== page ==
Girls and boys from across the globe will soon open shoeboxes packaged with care and given with affection. That is the mission of Operation Christmas Child.
Farmington City Council member Robyn Craig reminded locals to volunteer at the local Operation Christmas Child during a council roundtable. Each year, the Minneapolis warehouse moves and this year it was housed minutes away from Farmington.
Operation Christmas Child has operated since 1993. This year the Minnesota warehouse expects to process 620,000 shoeboxes as one of eight warehouses in the country. The total number may exceed 9 million shoeboxes for children who live in Third World countries.
"I have helped out on and off for the last 10 years, and it feels good when you volunteer and help out and it is great to see the gifts packaged for children and that is heartwarming," Craig said.
Hundreds of volunteers arrive at the Minnesota warehouse that looks like Santa's workshop but resembles an assembly line factory floor. They get busy loading paper and plastic shoeboxes into boxes. Volunteers include youth groups, civic groups, Boy and Girl Scout troops, along with churches from across the region.
"It is for anyone who feels compelled to give the gifts to children from around the world that do not have anything," Craig said.
Rick Cox, manager with the Minneapolis processing center, said Operation Christmas Child is one philanthropic ministry run by the nonprofit organization known around the world for international relief and domestic outreach. Cox works full time for Samaritan's Purse, operated by Franklin Graham, son of the late evangelist Dr. Billy Graham.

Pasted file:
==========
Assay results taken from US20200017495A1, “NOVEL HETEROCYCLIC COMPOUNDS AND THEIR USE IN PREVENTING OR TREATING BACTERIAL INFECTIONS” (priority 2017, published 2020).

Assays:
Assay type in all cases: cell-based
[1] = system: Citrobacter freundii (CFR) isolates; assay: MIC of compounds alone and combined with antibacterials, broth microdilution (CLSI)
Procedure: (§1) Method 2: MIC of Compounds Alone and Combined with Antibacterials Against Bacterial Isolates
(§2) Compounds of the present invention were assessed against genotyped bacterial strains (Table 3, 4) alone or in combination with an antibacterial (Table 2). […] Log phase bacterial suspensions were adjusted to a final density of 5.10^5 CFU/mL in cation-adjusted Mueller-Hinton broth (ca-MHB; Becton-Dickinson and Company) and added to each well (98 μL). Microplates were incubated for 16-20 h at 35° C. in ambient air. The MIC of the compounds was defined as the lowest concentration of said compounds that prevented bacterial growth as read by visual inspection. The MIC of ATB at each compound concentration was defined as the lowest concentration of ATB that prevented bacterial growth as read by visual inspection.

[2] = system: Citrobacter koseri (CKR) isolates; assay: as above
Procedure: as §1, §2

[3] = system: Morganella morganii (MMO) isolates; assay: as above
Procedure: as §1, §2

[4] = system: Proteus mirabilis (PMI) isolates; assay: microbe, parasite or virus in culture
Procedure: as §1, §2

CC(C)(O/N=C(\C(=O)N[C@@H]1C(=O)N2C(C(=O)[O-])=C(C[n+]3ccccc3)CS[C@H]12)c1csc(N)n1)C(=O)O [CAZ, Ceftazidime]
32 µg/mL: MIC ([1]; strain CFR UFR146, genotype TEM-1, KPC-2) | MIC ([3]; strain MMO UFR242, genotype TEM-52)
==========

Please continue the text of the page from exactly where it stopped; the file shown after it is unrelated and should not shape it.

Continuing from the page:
Cox recalls fond memories when he traveled abroad to deliver shoeboxes in 2016 in person.
"You never outgrow it -- to watch the children - most of them have never received anything new and their faces light up and they close the box because they think they may have to share it or give it back," Cox said. "They have an almost overwhelmed look on their faces and it is almost unimaginable for them," he added.
Operation Christmas Child comes together with plenty of preparation.
"We are working on this all year round with almost 9,000 volunteers from around the country and what we do is we recruit them, coach and lead them," Cox said. With only 100 full-time employees who work for Operation Christmas Child, recruiting volunteers is paramount.
Most shoeboxes are packaged by volunteers at churches and there are more than 5,000 drop off locations around the country.
Even though it is Christian-based organization, not all volunteers are Christian. Everyone is welcome to volunteer, donate and participate.
Families can donate simple things such as plush toys or small clothing items, cards, games or toys, school supplies and hygiene items. "Anything that tells them someone cares for them," Cox said.
The processing center begins work in late October and wraps up the Santa's workshop two months later. Shoeboxes at the Minneapolis processing center leave for St. Paul and are transported by train and then are shipped off to the East Coast. Then the shoeboxes are loaded on boats to the Philippines, South Africa. Trinidad and Tobago and more.
"A lot of children really love the simple things like the washcloth and soap and we have seen stories about how some of the boys and girls even carry water on their heads with the plastic boxes," Cox said.
One donor and loyal volunteer for 13 years is Wendy Muilenburg who worked in the Minnesota processing center.
"This is a ministry where we have the opportunity to share the gospel with people who do not know him," Muilenburg said. Inside each shoebox, each child is given a Bible that is translated into his or her own language.
Shoebox donors are encouraged to tuck in handwritten cards and family photos to help bring bright smiles to the faces of young boys and girls.